Have you ever looked at the clock at the end of a workday and thought “where did the time go?”

It’s common to feel like there just isn’t enough time in a single day to cross off everything on your to-do list or that you don’t have control of your time like you once did. Time management can be a difficult skill to master, no matter what kind of life you have.

If you’re looking to get more of a handle on how you spend your day, and how much of your time is likely getting wasted on unnecessary tasks, consider running a time audit to uncover ways you could potentially be more productive.

Unsure how to go about this? Fellow is here to help.

What is a time audit? 

A time audit is how you can see how you’re really spending your time. This type of audit can be done by tracking your activities throughout the day for a certain period of time, like five days, a full week, or even a full month. Once you see how you’re spending the majority of each day, you can optimize your schedule by identifying if you need to find ways to increase your productivity or efficiency. 

A time audit can also make it possible for you to see which tasks are taking a little too much of your time. You could be surprised how much of your daily routine is spent sitting in traffic, waiting for the train, or walking your dog. When done correctly, a time audit can really open up your eyes to how much of your day is spent on tasks that don’t help you reach your goals.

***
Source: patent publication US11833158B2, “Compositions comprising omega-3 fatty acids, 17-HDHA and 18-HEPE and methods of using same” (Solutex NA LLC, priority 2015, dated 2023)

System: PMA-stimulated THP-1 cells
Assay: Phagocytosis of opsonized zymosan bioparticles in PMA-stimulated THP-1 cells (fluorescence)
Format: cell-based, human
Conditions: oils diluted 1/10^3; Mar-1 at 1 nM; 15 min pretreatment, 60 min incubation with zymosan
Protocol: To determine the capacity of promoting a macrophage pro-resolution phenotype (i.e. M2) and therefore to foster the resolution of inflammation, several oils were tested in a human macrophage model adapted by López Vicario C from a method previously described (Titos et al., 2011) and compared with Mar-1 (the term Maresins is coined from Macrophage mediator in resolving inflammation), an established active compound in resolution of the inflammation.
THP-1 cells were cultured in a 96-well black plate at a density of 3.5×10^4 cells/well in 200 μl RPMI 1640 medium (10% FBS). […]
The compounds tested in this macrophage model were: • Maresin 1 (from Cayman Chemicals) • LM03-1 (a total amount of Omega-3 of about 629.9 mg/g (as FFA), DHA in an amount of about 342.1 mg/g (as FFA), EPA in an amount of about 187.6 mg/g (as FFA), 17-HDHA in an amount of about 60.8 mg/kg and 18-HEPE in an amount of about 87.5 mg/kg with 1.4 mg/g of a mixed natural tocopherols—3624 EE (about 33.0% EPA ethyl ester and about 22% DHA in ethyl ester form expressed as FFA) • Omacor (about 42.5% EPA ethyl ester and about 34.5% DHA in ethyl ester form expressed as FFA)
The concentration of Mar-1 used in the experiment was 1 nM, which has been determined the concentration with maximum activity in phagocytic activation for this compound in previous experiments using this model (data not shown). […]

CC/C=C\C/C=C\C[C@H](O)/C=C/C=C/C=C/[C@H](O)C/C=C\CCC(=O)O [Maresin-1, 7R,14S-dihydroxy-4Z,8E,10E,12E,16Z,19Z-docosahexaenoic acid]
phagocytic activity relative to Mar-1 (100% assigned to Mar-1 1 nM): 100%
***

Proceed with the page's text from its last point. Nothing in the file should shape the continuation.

Why should you perform a time audit? 

So why do a time audit in the first place? Aren’t you just wasting even more time by keeping track of your time?

The answer is no. Since the goal of a time audit is to align how you think you’re spending your time with how you’re actually spending it, a time audit can keep you honest about where your time is going and allow you to create smarter habits around your daily, weekly, or monthly routine. 

Doing so can also allow you to better reach your goals and targets, both personally and professionally, while also boosting your productivity and making it possible to redistribute time more efficiently within the tasks that matter most.

You may also want to consider conducting a time audit if you never feel like you’re able to cross off everything from your to-do list, if you’re constantly missing deadlines, or if you feel you’re spending longer than necessary on certain tasks. 

The tools you need to run a time audit 

In order to do a time audit as effectively as possible, there are certain tools you can use to make it a little easier.

Some of these could include:

  • Time tracking software
  • A comprehensive to-do list
  • A calendar of what to expect during the time audit